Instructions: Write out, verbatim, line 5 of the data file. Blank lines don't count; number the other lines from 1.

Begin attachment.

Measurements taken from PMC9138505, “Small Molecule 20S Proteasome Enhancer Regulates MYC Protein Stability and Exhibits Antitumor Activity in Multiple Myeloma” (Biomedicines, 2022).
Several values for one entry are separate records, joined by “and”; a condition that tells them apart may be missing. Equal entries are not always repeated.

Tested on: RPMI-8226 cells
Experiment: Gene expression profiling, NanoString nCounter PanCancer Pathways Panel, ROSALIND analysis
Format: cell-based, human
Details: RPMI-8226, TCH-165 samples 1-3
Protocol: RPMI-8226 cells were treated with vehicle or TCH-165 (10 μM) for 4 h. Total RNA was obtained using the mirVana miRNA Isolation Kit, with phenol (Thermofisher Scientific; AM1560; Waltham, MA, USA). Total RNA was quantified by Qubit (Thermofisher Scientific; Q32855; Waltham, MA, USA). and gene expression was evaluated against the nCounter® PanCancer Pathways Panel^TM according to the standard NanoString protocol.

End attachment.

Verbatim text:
Format: cell-based, human